Kidd Kidd: Yeah, it was some street shit. When you do dirt, bruh, dirt gonna come back on you. That’s just karma. That’s just life. It’s a blessing I made it out of the situation, and everything is cordial now with me. I’m just on another level as far as my mind frame and shit like that. I had to grow up. When you stuck with that ignorant ass mentality you inviting all those kinds of people. You’re inviting them demons around you. It was a blessing to get out of that environment, go see all kinds of shit and elevate. It made me grow up. Six bullets will make you grow up really fast if you live to tell about it.

Kidd Kidd: Yeah man! For real, my nigga. I’m running around with a whole shit bag on me. I had a whole shit bag on me. That’s wild. Drake did a dedication song with a Louisiana flare, Big Freedia got her own space and you’re starting to hear more mainstream songs with New Orleans bounce beats. It seems accepted now more than ever. Do you ever think of some of the people that came through that was very talented from Louisiana that didn’t get the platform you have because the music and the sound wasn’t as accepted when they are on the scene?

Kidd Kidd: What it was, bro, being in New Orleans… everybody that lives in New Orleans don’t think outside of New Orleans. That’s what I learned. We only worry about what goes on here. I feel like when they were doing they thing and was out there, they wasn’t worried about, “Man, let’s go to Atlanta and let’s see if we can get it popping out there.” I’m going to give you a fire example, if Master P would have had that same mentality and not felt like, “Man, I’m going to Cali and blow this up.” That showed you that we can do that shit. He took the whole New Orleans slang and demeanor ya dig, took that shit to Cali and blew all the way the fuck up. I feel like we all could do that. We just gotta get from outside the city. Lord bless the dead, I think of Soulja Slim and Lil BTY. That’s the thing, bro, the city is going to keep a hold on you. Think about it, man, Soulja Slim was that nigga, man. He was loved and accepted everywhere, but he wasn’t going everywhere. He was staying right in the city. Lil BTY, the same shit. He was blowing up and everybody was accepting him everywhere but staying in the fucking city. You gotta move around. There is nothing wrong with staying grounded and keeping it real and shit like that, but at the same time when you a rapper you not doing the same stuff that everybody else is doing. You can’t be on the same time that everybody on. You gotta be smarter. One thing I pride myself on is my city. I love reppin my city. I shouted out T.T. Tucker on my song V.I.P. I love my hood because a lot of people look over us. I’m gonna keep it all the way 100, I feel like the people that actually did make it out the city, they not reppin the city. They’ll mention it to get a little street cred, ya know what I’m saying, but they not mentioning it when they on these major ass platforms and all of this shit. Ya’ll forgetting about the niggas that’s actually supporting you, looking up to you and playing your shit. Before I let you go, tell us about the Reallionaire Brand, RLLNR Entertainment and everything you got going on with that.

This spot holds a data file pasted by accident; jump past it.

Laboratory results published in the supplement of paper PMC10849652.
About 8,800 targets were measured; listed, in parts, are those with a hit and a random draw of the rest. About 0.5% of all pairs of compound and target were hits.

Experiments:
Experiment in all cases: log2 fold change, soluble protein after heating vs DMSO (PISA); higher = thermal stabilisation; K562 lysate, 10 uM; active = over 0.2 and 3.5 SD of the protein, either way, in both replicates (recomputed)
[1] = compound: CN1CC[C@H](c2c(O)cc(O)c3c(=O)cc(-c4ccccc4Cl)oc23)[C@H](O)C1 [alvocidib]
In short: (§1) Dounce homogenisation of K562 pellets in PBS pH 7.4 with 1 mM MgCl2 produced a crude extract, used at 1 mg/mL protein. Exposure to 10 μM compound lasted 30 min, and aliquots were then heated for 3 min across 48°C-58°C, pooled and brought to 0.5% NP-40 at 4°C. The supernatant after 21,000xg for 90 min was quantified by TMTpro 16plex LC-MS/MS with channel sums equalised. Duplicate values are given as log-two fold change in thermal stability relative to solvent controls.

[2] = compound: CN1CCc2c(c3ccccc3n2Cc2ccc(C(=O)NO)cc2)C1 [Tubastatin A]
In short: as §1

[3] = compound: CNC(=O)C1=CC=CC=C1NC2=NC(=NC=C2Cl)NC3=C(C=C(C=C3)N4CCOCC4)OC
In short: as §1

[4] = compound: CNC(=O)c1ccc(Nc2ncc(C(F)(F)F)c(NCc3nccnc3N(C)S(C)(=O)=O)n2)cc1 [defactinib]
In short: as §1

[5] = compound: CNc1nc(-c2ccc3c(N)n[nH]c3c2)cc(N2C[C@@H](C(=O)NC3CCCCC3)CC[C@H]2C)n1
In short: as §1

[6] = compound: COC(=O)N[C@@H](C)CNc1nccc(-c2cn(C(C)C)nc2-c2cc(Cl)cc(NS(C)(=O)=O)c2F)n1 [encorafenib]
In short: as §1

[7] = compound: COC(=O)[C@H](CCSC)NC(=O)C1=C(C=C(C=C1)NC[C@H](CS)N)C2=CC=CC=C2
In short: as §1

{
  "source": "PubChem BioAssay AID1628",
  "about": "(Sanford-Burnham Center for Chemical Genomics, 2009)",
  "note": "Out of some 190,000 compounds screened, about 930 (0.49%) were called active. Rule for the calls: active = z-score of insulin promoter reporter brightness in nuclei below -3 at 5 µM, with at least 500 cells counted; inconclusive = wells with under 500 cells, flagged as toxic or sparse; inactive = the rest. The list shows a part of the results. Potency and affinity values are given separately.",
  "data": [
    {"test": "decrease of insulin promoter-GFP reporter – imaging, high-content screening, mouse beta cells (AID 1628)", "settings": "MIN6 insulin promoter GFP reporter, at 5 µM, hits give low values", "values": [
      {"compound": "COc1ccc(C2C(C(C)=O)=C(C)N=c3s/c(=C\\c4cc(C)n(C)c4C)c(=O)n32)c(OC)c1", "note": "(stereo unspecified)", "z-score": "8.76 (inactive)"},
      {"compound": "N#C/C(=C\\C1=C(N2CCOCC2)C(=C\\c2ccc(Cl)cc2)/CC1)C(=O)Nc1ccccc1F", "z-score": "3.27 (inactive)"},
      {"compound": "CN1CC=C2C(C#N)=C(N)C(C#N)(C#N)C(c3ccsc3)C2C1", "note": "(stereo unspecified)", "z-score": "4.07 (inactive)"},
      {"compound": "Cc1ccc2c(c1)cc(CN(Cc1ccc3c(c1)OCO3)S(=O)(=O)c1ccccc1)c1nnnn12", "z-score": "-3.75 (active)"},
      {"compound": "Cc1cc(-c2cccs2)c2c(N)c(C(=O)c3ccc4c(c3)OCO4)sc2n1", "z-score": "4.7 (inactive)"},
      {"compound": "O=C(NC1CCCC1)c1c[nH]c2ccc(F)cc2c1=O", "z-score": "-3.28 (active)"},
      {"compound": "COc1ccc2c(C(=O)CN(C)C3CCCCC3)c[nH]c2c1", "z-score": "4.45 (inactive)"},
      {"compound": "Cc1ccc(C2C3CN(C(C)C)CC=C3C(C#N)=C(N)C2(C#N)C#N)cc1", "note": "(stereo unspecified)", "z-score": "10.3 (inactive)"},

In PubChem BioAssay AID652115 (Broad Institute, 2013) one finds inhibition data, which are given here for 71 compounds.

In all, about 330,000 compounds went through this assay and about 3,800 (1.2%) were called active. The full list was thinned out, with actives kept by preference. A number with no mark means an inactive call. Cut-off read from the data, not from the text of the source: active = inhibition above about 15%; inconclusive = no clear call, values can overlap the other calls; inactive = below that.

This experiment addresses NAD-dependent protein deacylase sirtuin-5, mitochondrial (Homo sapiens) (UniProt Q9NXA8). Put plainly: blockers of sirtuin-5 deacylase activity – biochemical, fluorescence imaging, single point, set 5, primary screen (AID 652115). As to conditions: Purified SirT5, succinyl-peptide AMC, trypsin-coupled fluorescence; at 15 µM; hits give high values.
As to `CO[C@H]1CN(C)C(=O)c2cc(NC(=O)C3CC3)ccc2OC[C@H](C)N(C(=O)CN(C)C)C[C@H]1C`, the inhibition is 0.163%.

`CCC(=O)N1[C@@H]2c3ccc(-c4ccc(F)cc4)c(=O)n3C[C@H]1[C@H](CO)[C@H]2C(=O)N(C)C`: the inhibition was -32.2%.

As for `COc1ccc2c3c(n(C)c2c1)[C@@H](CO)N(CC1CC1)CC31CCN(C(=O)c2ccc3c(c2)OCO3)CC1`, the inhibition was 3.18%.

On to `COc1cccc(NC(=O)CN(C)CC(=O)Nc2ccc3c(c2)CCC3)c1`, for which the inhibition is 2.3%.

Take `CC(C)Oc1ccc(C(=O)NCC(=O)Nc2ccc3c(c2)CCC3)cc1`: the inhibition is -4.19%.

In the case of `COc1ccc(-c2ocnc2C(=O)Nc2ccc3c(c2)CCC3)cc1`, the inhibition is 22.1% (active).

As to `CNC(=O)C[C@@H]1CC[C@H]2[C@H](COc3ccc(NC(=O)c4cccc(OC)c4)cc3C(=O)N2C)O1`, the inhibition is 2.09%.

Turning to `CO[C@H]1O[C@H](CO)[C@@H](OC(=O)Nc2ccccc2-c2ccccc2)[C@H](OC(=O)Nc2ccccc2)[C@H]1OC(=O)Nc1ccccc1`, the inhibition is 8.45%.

Kidd Kidd: Yeah man, Reallionaire, we working on Reallionaire Clothing, we’re working on Reallionaire Films and I’m going to be releasing two new projects this year. I’m going to release one either next month or the beginning of March. They are finished projects already. I’m actually working on my third one right now. I got the “Peanut from Mazant II” and I got “Undeniable!” “Undeniable” is actually a follow-up from “Unquestionable.” I’m kind of caught up in between the two. If you listen to the “Peanut from Mazant” that I dropped last year and “Unquestionable,” the “Peanut from Mazant” was more street shit where “Unquestionable” I was trying to be an industry nigga (laughing). So, it’s kind of like the same thing with these projects. The “Peanut from Mazant II” I’m talking about more New Orleans related shit. “Undeniable” is more industry related shit for the world. I’m just caught up in between the two and which one I’m going to drop first. Lately I’ve been shooting a lot of visuals for it. Like I said, a lot of people know my music, but they don’t know the face. I never had the chance to get all the way fully out there. My main focus has been being on the visual side of things, so my main focus has been on shooting a lot of videos that I’m going to be dropping this year also.

Comments (1)
No. 1-1

I'll always root for New Orleans. Go ahead Kidd Kidd. Hadnt heard Bust Down in a minute West Bank!